Background and objectives: Much of rural Colorado has been designated a shortage area for primary care health personnel. The state's only medical school and its family practice residency programs are expected to address this long-standing problem. This study identified predictors of rural practice location and contrasted the service profiles of rural versus urban family physicians and general practitioners.
Methods: The Colorado Board of Medical Examiners mailed a questionnaire to all licensed Colorado physicians. Logistic regression analyses were conducted using variables determined to be significantly related to practice location (rural versus urban) by univariate statistical tests. Information from the 986 family physician and general practitioner respondents identified personal and educational variables strongly associated with choice of rural practice location and differentiated between practice tendencies of rural versus urban physicians.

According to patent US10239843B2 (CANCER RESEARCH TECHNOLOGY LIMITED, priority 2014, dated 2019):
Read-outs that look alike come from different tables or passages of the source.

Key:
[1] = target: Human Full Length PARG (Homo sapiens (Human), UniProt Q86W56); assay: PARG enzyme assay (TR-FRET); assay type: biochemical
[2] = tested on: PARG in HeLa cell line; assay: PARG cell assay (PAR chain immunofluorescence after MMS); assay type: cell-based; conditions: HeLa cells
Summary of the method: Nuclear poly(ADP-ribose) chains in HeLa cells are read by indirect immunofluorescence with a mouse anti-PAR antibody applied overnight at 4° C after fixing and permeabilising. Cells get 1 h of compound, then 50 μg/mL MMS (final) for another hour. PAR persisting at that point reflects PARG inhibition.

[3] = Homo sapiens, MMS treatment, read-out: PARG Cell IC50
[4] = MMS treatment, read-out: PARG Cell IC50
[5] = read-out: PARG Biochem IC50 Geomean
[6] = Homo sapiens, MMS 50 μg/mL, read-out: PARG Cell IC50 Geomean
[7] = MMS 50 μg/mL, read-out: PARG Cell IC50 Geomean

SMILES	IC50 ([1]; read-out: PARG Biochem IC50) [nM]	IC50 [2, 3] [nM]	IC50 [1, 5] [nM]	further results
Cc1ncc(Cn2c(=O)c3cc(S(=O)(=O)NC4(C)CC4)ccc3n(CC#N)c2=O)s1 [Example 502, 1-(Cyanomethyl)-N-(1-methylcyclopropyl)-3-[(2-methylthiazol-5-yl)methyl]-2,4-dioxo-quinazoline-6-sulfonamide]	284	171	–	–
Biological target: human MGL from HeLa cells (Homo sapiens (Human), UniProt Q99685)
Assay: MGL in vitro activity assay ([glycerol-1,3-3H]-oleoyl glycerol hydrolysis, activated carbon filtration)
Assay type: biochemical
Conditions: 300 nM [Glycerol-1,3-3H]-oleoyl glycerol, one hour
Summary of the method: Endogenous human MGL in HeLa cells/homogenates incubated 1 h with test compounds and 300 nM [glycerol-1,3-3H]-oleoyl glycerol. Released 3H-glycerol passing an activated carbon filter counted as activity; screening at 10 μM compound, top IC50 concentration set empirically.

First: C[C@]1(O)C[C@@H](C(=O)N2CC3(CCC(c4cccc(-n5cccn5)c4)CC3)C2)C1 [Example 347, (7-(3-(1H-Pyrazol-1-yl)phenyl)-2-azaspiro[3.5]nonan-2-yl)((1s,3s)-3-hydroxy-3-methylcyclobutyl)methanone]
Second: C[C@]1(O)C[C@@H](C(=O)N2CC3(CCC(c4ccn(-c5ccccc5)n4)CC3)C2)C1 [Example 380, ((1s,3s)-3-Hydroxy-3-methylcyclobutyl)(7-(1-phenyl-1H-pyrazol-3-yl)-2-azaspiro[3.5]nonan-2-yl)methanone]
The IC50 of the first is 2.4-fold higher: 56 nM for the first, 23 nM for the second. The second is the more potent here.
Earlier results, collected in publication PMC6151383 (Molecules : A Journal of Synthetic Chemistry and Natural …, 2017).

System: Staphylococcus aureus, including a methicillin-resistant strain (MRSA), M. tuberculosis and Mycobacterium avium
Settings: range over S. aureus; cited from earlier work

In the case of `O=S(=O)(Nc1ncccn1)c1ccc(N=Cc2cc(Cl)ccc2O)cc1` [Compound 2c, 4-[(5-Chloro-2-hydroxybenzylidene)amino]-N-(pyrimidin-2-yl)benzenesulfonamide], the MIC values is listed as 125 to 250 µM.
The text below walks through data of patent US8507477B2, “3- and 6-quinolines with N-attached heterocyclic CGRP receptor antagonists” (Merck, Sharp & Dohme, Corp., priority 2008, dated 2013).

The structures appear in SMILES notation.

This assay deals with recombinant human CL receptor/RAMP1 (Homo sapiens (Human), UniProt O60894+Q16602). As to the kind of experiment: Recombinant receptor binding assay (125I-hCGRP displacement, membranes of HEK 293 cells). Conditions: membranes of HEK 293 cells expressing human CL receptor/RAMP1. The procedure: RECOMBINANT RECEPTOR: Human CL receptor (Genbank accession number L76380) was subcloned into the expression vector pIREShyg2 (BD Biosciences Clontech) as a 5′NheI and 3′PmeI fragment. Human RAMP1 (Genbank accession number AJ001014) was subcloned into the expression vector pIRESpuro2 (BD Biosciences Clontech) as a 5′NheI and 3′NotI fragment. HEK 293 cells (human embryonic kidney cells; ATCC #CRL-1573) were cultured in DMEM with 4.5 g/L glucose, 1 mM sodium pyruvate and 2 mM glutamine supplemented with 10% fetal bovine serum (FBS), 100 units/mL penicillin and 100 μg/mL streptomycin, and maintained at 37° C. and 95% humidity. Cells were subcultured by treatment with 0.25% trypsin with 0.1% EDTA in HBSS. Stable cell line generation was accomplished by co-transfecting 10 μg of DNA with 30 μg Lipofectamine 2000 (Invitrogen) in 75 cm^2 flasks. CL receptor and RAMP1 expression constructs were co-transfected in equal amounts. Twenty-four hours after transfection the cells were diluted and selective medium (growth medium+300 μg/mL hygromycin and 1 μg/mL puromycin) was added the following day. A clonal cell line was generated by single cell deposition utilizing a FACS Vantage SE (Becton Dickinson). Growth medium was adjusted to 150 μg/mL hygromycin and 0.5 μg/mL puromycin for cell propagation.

Results: Having been raised in rural Colorado was the most powerful predictor of rural practice location in the state. Family physicians and general practitioners serving rural populations spent much more time weekly providing direct patient care and more often cared for Medicaid patients.
Conclusions: Personal characteristics and background may be useful considerations in selecting among applicants for medical schools and family practice residency programs committed to reducing the severe shortage of health care service in rural areas.